It was not long before new technologies sprang up to replace the ad-hoc string concatenation approach to creating dynamic pages. These template approaches allow you to write a page using primarily HTML, but embed snippets of another language to execute and concatenate into the final page. This is very similar to the template strings we have used in C#, i.e.:

string time = $"The time is {DateTime.Now}";

Which concatenates the invoking of the DateTime.Now property’s ToString() method into the string time. While the C# template string above uses curly braces to call out the script snippets, most HTML template libraries initially used some variation of angle brackets + additional characters. As browsers interpret anything within angle brackets (<>) as HTML tags, these would not be rendered if the template was accidentally served as HTML without executing and concatenating scripts. Two early examples are:

  • <?php echo "This is a PHP example" ?>
  • <% Response.Write("This is a classic ASP example) %>

And abbreviated versions:

  • <?= "This is the short form for PHP" ?>
  • <%= "This is the short form for classic ASP" %>

Template rendering proved such a popular and powerful tool that rendering libraries were written for most programming languages, and could be used for more than just HTML files - really any kind of text file can be rendered with a template. Thus, you can find template rendering libraries for JavaScript, Python, Ruby, and pretty much any language you care to (and they aren’t that hard to write either).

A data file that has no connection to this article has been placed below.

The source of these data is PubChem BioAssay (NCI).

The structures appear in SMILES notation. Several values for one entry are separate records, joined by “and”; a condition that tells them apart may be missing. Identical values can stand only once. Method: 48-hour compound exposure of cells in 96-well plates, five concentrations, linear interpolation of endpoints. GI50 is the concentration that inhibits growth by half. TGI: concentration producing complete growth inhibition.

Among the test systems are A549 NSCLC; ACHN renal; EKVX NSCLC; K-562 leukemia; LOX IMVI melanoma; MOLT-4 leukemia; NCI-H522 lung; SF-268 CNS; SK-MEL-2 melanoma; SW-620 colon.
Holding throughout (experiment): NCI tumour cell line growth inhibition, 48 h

Microsoft’s classic ASP implementation was limited to the Visual Basic programming language. As the C# language gained in popularity, they replaced classic ASP with ASP.NET web pages. Like classic ASP, each page file (named with a .aspx extension) generates a corresponding HTML page. The script could be either Visual Basic or C#, and a new syntax using the at symbol (@) to proceed the code snippets was adopted. Thus the page:

        <h1>Hello Web Pages</h1>
        <p>The time is @DateTime.Now</p>

Would render the current time. You can run (and modify) this example on the

This template syntax is the Razor syntax, and used throughout Microsoft’s ASP.NET platform. Additionally it can be used outside of ASP.NET with the open-source RazorEngine.

Classic PHP, Classic ASP, and ASP.NET web pages all use a single-page model, where the client (the browser) requests a specific file, and as that file is interpreted, the dynamic page is generated. This approach worked well in the early days of the world-wide-web, where web sites were essentially a collection of pages. However, as the web grew increasingly interactive, many web sites grew into full-fledged web applications, full-blown programs that did lend themselves to a page-based structure. This new need resulted in new technologies to fill the void - web frameworks. We’ll talk about these next.